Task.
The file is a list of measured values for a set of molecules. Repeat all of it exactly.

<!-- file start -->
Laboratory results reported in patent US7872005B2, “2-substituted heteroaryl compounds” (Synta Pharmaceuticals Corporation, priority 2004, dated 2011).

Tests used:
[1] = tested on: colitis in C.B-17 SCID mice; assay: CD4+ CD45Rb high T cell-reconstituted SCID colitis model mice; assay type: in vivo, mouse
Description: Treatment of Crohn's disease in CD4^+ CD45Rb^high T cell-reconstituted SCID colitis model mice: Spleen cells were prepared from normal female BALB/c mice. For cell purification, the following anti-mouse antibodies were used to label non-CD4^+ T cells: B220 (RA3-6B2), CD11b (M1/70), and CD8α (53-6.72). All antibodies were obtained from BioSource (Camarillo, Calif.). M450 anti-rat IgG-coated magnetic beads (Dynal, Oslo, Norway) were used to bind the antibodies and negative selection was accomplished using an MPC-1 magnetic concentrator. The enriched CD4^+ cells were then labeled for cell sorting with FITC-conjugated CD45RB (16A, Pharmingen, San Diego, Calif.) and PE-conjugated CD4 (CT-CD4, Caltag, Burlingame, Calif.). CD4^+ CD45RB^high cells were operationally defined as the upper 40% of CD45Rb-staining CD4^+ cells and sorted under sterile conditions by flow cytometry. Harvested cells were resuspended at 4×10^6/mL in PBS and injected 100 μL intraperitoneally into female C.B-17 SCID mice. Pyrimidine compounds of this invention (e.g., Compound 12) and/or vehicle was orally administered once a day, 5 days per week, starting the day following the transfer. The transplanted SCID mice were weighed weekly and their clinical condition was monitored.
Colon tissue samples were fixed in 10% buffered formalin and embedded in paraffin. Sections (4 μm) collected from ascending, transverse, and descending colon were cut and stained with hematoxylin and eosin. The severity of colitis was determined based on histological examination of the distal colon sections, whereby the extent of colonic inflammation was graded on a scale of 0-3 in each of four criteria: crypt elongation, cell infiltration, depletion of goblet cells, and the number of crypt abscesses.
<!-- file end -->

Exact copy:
Laboratory results reported in patent US7872005B2, “2-substituted heteroaryl compounds” (Synta Pharmaceuticals Corporation, priority 2004, dated 2011).

Tests used:
[1] = tested on: colitis in C.B-17 SCID mice; assay: CD4+ CD45Rb high T cell-reconstituted SCID colitis model mice; assay type: in vivo, mouse
Description: Treatment of Crohn's disease in CD4^+ CD45Rb^high T cell-reconstituted SCID colitis model mice: Spleen cells were prepared from normal female BALB/c mice. For cell purification, the following anti-mouse antibodies were used to label non-CD4^+ T cells: B220 (RA3-6B2), CD11b (M1/70), and CD8α (53-6.72). All antibodies were obtained from BioSource (Camarillo, Calif.). M450 anti-rat IgG-coated magnetic beads (Dynal, Oslo, Norway) were used to bind the antibodies and negative selection was accomplished using an MPC-1 magnetic concentrator. The enriched CD4^+ cells were then labeled for cell sorting with FITC-conjugated CD45RB (16A, Pharmingen, San Diego, Calif.) and PE-conjugated CD4 (CT-CD4, Caltag, Burlingame, Calif.). CD4^+ CD45RB^high cells were operationally defined as the upper 40% of CD45Rb-staining CD4^+ cells and sorted under sterile conditions by flow cytometry. Harvested cells were resuspended at 4×10^6/mL in PBS and injected 100 μL intraperitoneally into female C.B-17 SCID mice. Pyrimidine compounds of this invention (e.g., Compound 12) and/or vehicle was orally administered once a day, 5 days per week, starting the day following the transfer. The transplanted SCID mice were weighed weekly and their clinical condition was monitored.
Colon tissue samples were fixed in 10% buffered formalin and embedded in paraffin. Sections (4 μm) collected from ascending, transverse, and descending colon were cut and stained with hematoxylin and eosin. The severity of colitis was determined based on histological examination of the distal colon sections, whereby the extent of colonic inflammation was graded on a scale of 0-3 in each of four criteria: crypt elongation, cell infiltration, depletion of goblet cells, and the number of crypt abscesses.